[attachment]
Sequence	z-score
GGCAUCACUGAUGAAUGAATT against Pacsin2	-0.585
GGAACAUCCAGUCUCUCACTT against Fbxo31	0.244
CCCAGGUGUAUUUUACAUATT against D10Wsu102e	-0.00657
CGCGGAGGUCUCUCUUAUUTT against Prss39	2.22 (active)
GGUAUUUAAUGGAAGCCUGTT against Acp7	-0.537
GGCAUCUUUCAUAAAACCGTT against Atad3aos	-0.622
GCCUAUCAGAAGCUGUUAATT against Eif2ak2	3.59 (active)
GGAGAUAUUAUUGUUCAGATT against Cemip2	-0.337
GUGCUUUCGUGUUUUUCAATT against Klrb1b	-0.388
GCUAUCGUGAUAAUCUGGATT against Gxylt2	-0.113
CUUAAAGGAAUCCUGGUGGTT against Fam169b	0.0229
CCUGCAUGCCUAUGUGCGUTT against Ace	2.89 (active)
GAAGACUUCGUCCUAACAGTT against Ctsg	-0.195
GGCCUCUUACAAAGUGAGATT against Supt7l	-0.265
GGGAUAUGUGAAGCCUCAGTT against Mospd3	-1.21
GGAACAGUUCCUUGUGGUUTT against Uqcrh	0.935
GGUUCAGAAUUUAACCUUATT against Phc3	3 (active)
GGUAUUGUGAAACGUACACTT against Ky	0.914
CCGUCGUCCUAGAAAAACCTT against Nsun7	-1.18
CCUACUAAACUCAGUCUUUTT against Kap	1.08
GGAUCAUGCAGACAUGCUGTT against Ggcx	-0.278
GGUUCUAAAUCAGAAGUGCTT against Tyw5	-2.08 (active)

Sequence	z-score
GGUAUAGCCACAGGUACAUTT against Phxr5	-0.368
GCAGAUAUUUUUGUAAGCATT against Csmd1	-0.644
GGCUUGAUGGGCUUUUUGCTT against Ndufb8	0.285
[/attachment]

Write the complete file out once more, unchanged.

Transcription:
Sequence	z-score
GGCAUCACUGAUGAAUGAATT against Pacsin2	-0.585
GGAACAUCCAGUCUCUCACTT against Fbxo31	0.244
CCCAGGUGUAUUUUACAUATT against D10Wsu102e	-0.00657
CGCGGAGGUCUCUCUUAUUTT against Prss39	2.22 (active)
GGUAUUUAAUGGAAGCCUGTT against Acp7	-0.537
GGCAUCUUUCAUAAAACCGTT against Atad3aos	-0.622
GCCUAUCAGAAGCUGUUAATT against Eif2ak2	3.59 (active)
GGAGAUAUUAUUGUUCAGATT against Cemip2	-0.337
GUGCUUUCGUGUUUUUCAATT against Klrb1b	-0.388
GCUAUCGUGAUAAUCUGGATT against Gxylt2	-0.113
CUUAAAGGAAUCCUGGUGGTT against Fam169b	0.0229
CCUGCAUGCCUAUGUGCGUTT against Ace	2.89 (active)
GAAGACUUCGUCCUAACAGTT against Ctsg	-0.195
GGCCUCUUACAAAGUGAGATT against Supt7l	-0.265
GGGAUAUGUGAAGCCUCAGTT against Mospd3	-1.21
GGAACAGUUCCUUGUGGUUTT against Uqcrh	0.935
GGUUCAGAAUUUAACCUUATT against Phc3	3 (active)
GGUAUUGUGAAACGUACACTT against Ky	0.914
CCGUCGUCCUAGAAAAACCTT against Nsun7	-1.18
CCUACUAAACUCAGUCUUUTT against Kap	1.08
GGAUCAUGCAGACAUGCUGTT against Ggcx	-0.278
GGUUCUAAAUCAGAAGUGCTT against Tyw5	-2.08 (active)

Sequence	z-score
GGUAUAGCCACAGGUACAUTT against Phxr5	-0.368
GCAGAUAUUUUUGUAAGCATT against Csmd1	-0.644
GGCUUGAUGGGCUUUUUGCTT against Ndufb8	0.285